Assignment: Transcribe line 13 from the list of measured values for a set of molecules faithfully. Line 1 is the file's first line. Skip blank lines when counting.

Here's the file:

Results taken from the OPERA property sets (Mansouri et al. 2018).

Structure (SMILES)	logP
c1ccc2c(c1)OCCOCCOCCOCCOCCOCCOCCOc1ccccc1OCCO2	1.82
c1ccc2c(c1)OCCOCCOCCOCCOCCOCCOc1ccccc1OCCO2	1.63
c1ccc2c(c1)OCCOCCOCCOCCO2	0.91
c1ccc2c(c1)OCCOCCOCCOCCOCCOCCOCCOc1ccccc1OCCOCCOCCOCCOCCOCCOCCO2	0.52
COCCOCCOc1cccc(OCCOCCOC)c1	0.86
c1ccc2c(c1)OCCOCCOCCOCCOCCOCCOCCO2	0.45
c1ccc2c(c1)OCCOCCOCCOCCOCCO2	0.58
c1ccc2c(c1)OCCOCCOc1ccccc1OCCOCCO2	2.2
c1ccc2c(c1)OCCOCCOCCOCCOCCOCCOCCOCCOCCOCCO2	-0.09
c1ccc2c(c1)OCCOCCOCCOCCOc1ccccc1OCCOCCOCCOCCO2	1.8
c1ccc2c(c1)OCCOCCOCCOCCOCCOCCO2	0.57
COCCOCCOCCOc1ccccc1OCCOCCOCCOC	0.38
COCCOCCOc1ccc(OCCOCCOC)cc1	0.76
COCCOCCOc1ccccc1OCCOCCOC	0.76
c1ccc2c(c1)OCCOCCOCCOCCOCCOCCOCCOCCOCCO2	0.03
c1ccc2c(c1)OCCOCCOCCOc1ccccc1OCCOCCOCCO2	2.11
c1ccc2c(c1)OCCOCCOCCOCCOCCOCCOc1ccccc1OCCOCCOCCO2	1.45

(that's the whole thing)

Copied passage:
c1ccc2c(c1)OCCOCCOCCOCCOCCOCCO2	0.57